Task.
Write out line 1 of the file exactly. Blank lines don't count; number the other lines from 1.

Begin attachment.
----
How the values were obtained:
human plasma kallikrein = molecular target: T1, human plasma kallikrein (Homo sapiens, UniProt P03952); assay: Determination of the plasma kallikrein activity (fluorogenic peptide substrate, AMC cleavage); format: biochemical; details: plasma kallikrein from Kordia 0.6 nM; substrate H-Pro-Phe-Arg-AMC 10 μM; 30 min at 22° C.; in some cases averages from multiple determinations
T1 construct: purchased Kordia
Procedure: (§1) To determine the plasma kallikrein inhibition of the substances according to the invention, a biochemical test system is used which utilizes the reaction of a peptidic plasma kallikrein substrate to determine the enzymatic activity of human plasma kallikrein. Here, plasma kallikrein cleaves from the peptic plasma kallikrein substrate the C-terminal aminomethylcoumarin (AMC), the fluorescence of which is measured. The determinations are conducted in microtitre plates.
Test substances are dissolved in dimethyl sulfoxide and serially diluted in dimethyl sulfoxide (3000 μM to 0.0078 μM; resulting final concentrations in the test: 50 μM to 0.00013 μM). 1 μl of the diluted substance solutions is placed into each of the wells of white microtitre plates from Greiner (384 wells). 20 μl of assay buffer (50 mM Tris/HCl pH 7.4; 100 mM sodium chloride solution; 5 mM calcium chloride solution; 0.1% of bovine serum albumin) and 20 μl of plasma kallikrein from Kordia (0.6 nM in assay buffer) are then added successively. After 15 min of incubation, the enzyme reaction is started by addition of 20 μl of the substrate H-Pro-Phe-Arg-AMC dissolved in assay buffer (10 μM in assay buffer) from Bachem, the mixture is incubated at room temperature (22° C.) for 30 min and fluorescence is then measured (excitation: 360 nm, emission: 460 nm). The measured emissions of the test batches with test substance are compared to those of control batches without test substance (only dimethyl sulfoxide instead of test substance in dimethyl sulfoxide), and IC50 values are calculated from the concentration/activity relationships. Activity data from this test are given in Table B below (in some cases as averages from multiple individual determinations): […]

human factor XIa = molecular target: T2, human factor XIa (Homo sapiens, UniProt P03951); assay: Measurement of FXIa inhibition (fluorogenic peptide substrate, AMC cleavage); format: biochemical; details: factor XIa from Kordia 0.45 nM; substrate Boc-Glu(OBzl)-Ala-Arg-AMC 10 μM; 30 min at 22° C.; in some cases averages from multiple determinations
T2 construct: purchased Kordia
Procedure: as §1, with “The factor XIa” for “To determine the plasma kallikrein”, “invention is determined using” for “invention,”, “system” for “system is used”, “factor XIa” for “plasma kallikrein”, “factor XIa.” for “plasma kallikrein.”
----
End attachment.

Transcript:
How the values were obtained: